THE UK’S accounting watchdog will begin reviewing bookkeeping at banks in the second quarter of 2014 to find out why the lessons of the financial crisis are being applied so slowly.
Since several banks were bailed out by taxpayers during the 2007-09 crisis, politicians have been asking why auditors gave the lenders a clean bill of health beforehand. The Financial Reporting Council said its review will start in the second quarter of next year, as soon as this year’s annual reports are completed.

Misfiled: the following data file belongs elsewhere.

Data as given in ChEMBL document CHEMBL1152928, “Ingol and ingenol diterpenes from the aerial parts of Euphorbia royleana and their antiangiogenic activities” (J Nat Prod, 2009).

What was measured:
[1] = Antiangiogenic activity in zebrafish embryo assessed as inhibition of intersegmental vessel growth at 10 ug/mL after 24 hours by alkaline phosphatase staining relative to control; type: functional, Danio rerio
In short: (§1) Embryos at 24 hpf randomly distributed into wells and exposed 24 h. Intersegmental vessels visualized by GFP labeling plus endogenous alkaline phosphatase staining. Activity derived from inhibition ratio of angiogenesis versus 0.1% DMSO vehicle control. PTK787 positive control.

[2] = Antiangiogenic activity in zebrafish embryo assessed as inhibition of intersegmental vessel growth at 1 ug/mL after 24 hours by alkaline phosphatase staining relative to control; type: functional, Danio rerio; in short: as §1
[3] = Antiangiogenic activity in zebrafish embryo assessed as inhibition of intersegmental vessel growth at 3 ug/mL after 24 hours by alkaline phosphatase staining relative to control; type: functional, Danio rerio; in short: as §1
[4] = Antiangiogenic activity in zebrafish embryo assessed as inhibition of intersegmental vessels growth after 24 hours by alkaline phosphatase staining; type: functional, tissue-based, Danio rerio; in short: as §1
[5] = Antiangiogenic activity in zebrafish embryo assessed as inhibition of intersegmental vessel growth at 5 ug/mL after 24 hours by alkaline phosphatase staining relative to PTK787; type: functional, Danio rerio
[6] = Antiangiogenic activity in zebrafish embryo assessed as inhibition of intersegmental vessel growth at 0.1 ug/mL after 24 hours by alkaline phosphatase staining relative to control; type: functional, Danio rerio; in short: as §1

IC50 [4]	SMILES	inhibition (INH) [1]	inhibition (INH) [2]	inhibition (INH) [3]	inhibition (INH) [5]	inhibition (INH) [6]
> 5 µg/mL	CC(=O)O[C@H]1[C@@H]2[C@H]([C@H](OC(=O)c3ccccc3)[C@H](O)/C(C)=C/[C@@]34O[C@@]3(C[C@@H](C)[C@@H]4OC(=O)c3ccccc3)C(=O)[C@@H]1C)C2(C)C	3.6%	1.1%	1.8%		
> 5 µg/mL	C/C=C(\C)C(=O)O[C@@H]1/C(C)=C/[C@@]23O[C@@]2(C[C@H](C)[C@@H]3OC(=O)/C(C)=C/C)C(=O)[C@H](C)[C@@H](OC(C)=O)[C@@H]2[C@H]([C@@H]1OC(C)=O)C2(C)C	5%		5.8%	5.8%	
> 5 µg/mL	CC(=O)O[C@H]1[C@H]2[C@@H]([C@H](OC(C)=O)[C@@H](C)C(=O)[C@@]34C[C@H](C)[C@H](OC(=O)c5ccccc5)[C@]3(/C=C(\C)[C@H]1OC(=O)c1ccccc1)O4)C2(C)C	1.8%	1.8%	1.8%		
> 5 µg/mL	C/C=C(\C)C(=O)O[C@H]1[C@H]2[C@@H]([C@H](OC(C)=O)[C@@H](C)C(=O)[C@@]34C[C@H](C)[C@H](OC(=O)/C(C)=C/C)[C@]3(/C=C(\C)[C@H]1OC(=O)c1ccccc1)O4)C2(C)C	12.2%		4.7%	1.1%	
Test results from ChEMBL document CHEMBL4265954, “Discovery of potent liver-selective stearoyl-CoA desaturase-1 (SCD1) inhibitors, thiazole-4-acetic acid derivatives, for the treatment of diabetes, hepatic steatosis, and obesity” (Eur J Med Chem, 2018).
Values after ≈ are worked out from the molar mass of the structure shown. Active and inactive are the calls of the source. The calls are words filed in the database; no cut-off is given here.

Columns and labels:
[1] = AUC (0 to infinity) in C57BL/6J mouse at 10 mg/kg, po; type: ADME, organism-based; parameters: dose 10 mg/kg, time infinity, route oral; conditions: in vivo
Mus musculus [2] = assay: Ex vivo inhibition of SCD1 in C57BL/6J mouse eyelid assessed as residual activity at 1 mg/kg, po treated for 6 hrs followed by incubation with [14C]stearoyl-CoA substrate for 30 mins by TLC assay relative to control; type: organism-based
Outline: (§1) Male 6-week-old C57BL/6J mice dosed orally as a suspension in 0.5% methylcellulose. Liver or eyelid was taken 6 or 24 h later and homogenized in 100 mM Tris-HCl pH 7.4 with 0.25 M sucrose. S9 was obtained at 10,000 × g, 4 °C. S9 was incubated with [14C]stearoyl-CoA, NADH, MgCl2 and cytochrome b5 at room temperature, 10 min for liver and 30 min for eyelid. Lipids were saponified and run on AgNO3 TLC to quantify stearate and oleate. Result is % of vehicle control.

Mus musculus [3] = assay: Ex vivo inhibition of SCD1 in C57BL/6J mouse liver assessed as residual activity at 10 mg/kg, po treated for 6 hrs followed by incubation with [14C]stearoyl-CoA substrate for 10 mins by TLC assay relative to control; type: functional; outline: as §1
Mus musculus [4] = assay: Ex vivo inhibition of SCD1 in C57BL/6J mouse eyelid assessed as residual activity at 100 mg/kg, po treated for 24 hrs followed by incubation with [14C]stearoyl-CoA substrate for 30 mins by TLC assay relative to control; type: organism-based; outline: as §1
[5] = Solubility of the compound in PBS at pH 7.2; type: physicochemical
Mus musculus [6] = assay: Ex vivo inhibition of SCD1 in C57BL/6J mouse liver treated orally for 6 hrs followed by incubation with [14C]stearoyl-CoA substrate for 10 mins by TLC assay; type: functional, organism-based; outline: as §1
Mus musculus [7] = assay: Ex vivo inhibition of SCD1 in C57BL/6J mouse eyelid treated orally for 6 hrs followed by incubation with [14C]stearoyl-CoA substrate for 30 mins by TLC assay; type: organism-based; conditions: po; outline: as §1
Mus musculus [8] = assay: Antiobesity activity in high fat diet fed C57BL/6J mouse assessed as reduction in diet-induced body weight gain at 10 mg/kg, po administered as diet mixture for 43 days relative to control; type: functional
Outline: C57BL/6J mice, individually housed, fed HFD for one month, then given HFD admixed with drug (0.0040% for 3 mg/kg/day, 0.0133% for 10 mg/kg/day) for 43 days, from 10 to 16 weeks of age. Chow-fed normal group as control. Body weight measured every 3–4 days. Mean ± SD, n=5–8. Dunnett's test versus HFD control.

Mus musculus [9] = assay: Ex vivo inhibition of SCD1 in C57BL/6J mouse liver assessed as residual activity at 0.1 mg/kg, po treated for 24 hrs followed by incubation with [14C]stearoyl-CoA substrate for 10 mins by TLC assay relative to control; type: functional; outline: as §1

It will look at what action top accounting firms took to address specific issues the watchdog already raised with individual accounting firms earlier this year regarding bank audits. A key issue is checking how banks set aside enough capital to cover souring loans after the crisis revealed some lenders were woefully undercapitalised when losses mounted. The FRC will publish its report by the end of 2014.
“The FRC is concerned that the pace of improvements in the quality of auditing of banks and building societies has not been sufficient," the watchdog said in a statement.
City A.M. Reporter